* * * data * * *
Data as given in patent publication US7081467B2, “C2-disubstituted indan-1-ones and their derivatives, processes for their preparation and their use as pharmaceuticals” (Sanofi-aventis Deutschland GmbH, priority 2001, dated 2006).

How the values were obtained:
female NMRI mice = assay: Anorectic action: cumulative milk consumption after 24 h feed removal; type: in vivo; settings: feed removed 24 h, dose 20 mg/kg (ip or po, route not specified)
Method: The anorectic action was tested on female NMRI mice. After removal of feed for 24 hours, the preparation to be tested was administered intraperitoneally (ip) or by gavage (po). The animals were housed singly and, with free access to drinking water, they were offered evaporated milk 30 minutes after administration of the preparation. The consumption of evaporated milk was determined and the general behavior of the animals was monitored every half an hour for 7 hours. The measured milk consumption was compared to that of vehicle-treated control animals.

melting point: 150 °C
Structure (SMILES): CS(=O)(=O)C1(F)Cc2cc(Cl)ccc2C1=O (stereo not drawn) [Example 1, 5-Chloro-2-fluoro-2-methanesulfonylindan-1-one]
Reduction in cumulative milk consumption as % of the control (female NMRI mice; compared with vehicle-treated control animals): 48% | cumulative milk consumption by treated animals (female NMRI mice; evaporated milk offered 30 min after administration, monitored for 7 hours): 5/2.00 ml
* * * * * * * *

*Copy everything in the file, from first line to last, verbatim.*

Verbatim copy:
Data as given in patent publication US7081467B2, “C2-disubstituted indan-1-ones and their derivatives, processes for their preparation and their use as pharmaceuticals” (Sanofi-aventis Deutschland GmbH, priority 2001, dated 2006).

How the values were obtained:
female NMRI mice = assay: Anorectic action: cumulative milk consumption after 24 h feed removal; type: in vivo; settings: feed removed 24 h, dose 20 mg/kg (ip or po, route not specified)
Method: The anorectic action was tested on female NMRI mice. After removal of feed for 24 hours, the preparation to be tested was administered intraperitoneally (ip) or by gavage (po). The animals were housed singly and, with free access to drinking water, they were offered evaporated milk 30 minutes after administration of the preparation. The consumption of evaporated milk was determined and the general behavior of the animals was monitored every half an hour for 7 hours. The measured milk consumption was compared to that of vehicle-treated control animals.

melting point: 150 °C
Structure (SMILES): CS(=O)(=O)C1(F)Cc2cc(Cl)ccc2C1=O (stereo not drawn) [Example 1, 5-Chloro-2-fluoro-2-methanesulfonylindan-1-one]
Reduction in cumulative milk consumption as % of the control (female NMRI mice; compared with vehicle-treated control animals): 48% | cumulative milk consumption by treated animals (female NMRI mice; evaporated milk offered 30 min after administration, monitored for 7 hours): 5/2.00 ml